If you've ever wanted to learn about LED lighting, read below to learn everything you've always wanted to know.
What Exactly Are LEDs?
LED stands for light-emitting diode. A diode is an electrical component that allows electricity to flow in only one direction. Electrons are pushed in one direction and wind up emitting photons in the process, which gives us light. There's a lot more science involved than that, but you get the idea.
Lifespan of LEDs
LED lighting technology is getting to the point where LEDs are starting to replace traditional light bulbs in gadgets and homes, as some LEDs can last up to 50,000 hours. You can leave some LEDs on 24 hours a day and they would last almost seven years!
LEDs have a wide variety of uses. Because some of them are tiny and can be placed on light strips, they can be conveniently mounted almost anywhere. Oftentimes, LED lighting strips are used to accentuate the undercarriages of sports vehicles, to draw attention to motorcycles, for lighting up the inside of stereo systems and speakers, for holiday decorations, for light at construction sites, in household dimming systems, and basically anywhere light is needed or could add flair. There are special LEDs rated specifically rated for enclosed fixtures, and there are ones that can take the place of traditional light bulbs. When choosing LEDs, be sure to purchase ones specific for your purpose.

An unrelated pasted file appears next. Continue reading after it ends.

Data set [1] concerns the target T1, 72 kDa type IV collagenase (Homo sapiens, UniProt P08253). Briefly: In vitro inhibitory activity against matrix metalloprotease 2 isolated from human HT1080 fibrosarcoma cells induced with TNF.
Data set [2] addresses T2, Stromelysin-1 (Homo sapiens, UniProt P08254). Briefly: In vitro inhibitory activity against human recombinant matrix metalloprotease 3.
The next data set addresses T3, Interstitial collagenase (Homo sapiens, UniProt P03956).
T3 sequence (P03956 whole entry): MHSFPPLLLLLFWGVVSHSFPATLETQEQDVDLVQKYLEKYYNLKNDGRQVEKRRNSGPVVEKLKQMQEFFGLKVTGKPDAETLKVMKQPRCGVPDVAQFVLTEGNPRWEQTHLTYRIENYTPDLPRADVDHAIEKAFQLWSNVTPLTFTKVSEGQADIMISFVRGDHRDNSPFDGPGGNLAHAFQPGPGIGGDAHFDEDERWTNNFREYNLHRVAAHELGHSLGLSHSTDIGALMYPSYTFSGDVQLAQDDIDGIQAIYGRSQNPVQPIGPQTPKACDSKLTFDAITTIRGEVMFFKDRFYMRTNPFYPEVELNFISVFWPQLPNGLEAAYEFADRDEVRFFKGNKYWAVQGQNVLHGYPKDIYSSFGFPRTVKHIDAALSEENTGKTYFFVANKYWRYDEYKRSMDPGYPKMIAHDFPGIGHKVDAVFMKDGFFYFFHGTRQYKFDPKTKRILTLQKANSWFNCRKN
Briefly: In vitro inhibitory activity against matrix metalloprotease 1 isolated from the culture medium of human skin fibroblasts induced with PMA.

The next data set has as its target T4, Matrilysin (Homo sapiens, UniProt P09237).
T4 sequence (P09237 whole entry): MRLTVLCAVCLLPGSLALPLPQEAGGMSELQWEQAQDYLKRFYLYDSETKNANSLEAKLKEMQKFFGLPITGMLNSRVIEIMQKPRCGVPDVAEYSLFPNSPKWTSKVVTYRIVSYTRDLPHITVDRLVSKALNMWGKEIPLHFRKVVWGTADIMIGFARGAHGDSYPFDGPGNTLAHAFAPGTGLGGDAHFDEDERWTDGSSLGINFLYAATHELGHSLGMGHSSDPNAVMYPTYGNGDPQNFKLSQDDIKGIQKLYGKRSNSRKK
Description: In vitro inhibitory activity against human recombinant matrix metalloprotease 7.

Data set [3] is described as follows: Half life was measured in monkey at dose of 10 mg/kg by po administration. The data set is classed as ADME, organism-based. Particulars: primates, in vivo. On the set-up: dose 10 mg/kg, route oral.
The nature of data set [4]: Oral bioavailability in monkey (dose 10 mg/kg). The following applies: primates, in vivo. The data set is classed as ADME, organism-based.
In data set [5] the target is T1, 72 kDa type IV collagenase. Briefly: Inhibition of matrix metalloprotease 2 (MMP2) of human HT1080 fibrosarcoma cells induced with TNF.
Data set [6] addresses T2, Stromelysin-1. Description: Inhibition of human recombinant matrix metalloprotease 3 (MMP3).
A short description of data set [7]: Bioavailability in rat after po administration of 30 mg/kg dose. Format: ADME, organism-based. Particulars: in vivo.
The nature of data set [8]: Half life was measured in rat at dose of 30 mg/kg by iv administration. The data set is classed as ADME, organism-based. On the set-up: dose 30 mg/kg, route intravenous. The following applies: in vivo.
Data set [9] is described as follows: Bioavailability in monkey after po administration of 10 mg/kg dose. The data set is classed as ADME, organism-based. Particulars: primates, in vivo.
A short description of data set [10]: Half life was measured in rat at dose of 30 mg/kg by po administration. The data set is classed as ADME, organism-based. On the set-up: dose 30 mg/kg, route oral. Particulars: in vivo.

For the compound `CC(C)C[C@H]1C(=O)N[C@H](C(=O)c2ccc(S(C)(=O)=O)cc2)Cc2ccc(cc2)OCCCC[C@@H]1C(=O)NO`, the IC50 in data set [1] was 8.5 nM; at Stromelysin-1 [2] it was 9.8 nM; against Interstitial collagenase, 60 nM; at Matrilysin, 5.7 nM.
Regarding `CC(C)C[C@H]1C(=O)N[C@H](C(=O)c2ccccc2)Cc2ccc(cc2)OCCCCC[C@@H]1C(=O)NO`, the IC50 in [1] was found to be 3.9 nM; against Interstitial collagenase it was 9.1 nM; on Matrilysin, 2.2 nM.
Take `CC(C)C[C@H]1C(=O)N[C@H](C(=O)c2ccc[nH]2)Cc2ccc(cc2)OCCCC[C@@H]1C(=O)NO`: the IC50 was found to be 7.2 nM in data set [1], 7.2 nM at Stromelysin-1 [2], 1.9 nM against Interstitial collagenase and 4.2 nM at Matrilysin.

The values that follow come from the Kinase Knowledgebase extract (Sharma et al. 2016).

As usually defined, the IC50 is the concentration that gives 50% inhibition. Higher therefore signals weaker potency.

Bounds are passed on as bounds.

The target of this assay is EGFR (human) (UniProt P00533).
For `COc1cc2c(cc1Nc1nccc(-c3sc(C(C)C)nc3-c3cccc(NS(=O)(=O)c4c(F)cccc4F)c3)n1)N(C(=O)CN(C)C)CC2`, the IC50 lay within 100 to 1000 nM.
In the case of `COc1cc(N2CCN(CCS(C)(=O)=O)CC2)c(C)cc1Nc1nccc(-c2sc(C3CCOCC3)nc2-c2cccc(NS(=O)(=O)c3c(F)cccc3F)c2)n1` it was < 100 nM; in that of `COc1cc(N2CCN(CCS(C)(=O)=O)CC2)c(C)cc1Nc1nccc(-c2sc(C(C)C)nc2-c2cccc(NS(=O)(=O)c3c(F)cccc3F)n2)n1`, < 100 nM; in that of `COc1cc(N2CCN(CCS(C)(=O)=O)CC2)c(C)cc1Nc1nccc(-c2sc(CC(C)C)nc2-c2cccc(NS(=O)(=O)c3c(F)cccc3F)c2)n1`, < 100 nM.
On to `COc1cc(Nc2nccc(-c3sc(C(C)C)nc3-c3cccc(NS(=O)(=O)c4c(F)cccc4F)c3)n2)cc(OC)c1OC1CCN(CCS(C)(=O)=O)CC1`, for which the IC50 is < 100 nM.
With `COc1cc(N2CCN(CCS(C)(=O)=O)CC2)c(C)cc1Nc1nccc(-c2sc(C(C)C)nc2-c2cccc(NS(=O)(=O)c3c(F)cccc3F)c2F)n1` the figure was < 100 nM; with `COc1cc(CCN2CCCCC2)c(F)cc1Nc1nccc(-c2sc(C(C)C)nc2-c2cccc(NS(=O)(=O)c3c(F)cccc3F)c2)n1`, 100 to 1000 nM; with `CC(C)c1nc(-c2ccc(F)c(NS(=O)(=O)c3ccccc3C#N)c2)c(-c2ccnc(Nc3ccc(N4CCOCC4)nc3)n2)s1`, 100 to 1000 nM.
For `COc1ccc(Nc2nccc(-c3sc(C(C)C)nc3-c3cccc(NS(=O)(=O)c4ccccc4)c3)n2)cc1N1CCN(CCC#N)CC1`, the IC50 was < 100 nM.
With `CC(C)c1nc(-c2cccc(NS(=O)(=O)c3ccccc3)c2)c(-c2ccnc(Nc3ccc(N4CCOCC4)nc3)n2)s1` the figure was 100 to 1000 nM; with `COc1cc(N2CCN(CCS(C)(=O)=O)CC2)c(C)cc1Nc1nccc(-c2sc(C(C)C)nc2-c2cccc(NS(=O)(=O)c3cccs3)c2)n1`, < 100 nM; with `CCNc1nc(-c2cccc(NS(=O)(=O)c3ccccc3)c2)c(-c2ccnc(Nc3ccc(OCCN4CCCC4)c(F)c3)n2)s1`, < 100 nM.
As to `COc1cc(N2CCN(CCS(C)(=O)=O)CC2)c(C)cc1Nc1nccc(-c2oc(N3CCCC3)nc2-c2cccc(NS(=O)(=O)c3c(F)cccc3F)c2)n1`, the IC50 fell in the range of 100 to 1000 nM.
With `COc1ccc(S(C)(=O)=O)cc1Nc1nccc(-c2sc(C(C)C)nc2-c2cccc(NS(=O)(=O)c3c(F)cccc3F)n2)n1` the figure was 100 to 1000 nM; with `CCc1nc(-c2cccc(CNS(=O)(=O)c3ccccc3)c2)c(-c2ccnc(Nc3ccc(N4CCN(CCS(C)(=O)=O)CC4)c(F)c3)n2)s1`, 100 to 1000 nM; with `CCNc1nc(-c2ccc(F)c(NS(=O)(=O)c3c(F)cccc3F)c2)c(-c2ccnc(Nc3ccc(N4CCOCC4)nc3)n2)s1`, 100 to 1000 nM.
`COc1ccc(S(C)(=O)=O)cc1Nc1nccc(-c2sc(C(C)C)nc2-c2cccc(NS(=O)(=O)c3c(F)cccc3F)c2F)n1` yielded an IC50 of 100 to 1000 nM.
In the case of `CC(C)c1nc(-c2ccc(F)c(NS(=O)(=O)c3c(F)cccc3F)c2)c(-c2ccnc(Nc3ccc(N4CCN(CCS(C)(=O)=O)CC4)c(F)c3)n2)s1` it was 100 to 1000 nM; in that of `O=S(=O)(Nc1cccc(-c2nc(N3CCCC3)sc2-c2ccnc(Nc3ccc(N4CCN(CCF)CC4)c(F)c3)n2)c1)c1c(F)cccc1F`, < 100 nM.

Costs of LEDs
LEDs can be pricier than traditional bulbs, because they are often more convenient, they last longer, and the technology is still somewhat new, making LEDs more expensive to manufacture. For household uses, the extra costs of LEDs could be easily offset by long-term savings of switching to LEDs. Paying a bit more for LEDs that are made with high-end components could also mean extra savings, as the LEDs are sure to last longer than inexpensive LEDs or traditional bulbs.
Traditional light bulbs don't last as long as LEDs and can consume more energy. Long-lasting LEDs will consume less energy and also produce less waste, since they last longer and will not be thrown away as often as traditional light bulbs. The US Department of Energy recommends switching to LED lighting to reduce energy consumption, carbon emissions, and the need for new power plants. In many cases, switching to LEDs could even qualify you for a tax credit from the Department of Energy's DSIRE program.
If you're worried about switching to LEDs because they may not produce the right amount of light for your needs, rest assured that LED replacements are capable of replacing traditional bulbs up to 100 watts. The light quality is great, and it's doubtful you'll even notice the change.
The best way to begin the switch to LED lighting is to look at some different types of LEDs and how they can be used for your needs, such as in your home in a traditional fashion or for more interesting uses as those described above. Once you start brainstorming, you're sure to find all kind of uses for LEDs that can make your life more economically and environmentally friendly and maybe even more interesting.